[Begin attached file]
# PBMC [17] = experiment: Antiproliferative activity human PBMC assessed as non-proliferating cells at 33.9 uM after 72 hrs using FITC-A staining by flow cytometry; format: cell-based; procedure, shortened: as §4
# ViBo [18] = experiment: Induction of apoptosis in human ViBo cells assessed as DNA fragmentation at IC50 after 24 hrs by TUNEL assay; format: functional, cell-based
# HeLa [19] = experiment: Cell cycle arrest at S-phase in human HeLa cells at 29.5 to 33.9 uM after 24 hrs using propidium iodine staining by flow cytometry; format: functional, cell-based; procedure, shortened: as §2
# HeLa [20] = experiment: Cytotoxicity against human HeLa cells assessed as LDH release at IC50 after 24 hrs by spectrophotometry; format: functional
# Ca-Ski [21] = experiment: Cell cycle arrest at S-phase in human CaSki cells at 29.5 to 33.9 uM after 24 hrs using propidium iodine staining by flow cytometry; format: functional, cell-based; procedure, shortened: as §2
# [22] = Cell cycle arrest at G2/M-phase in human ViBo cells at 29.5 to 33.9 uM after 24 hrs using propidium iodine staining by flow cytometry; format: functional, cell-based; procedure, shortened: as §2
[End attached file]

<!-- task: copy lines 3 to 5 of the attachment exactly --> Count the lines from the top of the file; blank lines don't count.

# HeLa [19] = experiment: Cell cycle arrest at S-phase in human HeLa cells at 29.5 to 33.9 uM after 24 hrs using propidium iodine staining by flow cytometry; format: functional, cell-based; procedure, shortened: as §2
# HeLa [20] = experiment: Cytotoxicity against human HeLa cells assessed as LDH release at IC50 after 24 hrs by spectrophotometry; format: functional
# Ca-Ski [21] = experiment: Cell cycle arrest at S-phase in human CaSki cells at 29.5 to 33.9 uM after 24 hrs using propidium iodine staining by flow cytometry; format: functional, cell-based; procedure, shortened: as §2